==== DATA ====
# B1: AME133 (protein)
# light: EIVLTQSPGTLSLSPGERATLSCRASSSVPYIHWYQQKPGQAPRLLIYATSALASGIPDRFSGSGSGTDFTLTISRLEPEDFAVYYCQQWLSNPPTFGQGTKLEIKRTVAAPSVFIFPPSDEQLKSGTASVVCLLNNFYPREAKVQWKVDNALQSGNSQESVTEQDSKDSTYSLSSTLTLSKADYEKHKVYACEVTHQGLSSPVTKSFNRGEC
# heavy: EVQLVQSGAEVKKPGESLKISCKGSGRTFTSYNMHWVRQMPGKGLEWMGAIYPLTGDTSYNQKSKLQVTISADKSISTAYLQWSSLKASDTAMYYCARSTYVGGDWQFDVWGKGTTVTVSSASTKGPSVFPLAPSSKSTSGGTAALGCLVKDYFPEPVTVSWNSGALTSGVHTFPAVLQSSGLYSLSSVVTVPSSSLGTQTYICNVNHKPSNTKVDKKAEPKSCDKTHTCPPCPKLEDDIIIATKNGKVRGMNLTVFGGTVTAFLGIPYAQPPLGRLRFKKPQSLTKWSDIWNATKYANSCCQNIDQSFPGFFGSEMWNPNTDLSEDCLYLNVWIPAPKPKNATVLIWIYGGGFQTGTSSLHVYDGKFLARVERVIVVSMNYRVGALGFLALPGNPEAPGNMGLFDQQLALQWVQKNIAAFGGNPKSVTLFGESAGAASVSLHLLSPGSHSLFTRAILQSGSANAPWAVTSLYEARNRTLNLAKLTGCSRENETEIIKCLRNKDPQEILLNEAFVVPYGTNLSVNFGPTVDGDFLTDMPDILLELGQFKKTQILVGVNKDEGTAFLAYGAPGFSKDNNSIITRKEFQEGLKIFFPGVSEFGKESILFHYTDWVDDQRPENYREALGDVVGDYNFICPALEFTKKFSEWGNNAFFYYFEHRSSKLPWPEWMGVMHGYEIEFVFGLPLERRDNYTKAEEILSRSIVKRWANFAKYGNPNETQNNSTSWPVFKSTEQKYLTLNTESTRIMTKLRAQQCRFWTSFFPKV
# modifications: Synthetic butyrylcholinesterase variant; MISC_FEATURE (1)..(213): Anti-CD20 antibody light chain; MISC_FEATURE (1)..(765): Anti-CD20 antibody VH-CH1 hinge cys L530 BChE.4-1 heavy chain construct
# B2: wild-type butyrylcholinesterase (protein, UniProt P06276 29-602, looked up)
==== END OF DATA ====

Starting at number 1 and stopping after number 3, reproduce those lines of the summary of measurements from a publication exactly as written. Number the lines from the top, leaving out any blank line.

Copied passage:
# B1: AME133 (protein)
# light: EIVLTQSPGTLSLSPGERATLSCRASSSVPYIHWYQQKPGQAPRLLIYATSALASGIPDRFSGSGSGTDFTLTISRLEPEDFAVYYCQQWLSNPPTFGQGTKLEIKRTVAAPSVFIFPPSDEQLKSGTASVVCLLNNFYPREAKVQWKVDNALQSGNSQESVTEQDSKDSTYSLSSTLTLSKADYEKHKVYACEVTHQGLSSPVTKSFNRGEC
# heavy: EVQLVQSGAEVKKPGESLKISCKGSGRTFTSYNMHWVRQMPGKGLEWMGAIYPLTGDTSYNQKSKLQVTISADKSISTAYLQWSSLKASDTAMYYCARSTYVGGDWQFDVWGKGTTVTVSSASTKGPSVFPLAPSSKSTSGGTAALGCLVKDYFPEPVTVSWNSGALTSGVHTFPAVLQSSGLYSLSSVVTVPSSSLGTQTYICNVNHKPSNTKVDKKAEPKSCDKTHTCPPCPKLEDDIIIATKNGKVRGMNLTVFGGTVTAFLGIPYAQPPLGRLRFKKPQSLTKWSDIWNATKYANSCCQNIDQSFPGFFGSEMWNPNTDLSEDCLYLNVWIPAPKPKNATVLIWIYGGGFQTGTSSLHVYDGKFLARVERVIVVSMNYRVGALGFLALPGNPEAPGNMGLFDQQLALQWVQKNIAAFGGNPKSVTLFGESAGAASVSLHLLSPGSHSLFTRAILQSGSANAPWAVTSLYEARNRTLNLAKLTGCSRENETEIIKCLRNKDPQEILLNEAFVVPYGTNLSVNFGPTVDGDFLTDMPDILLELGQFKKTQILVGVNKDEGTAFLAYGAPGFSKDNNSIITRKEFQEGLKIFFPGVSEFGKESILFHYTDWVDDQRPENYREALGDVVGDYNFICPALEFTKKFSEWGNNAFFYYFEHRSSKLPWPEWMGVMHGYEIEFVFGLPLERRDNYTKAEEILSRSIVKRWANFAKYGNPNETQNNSTSWPVFKSTEQKYLTLNTESTRIMTKLRAQQCRFWTSFFPKV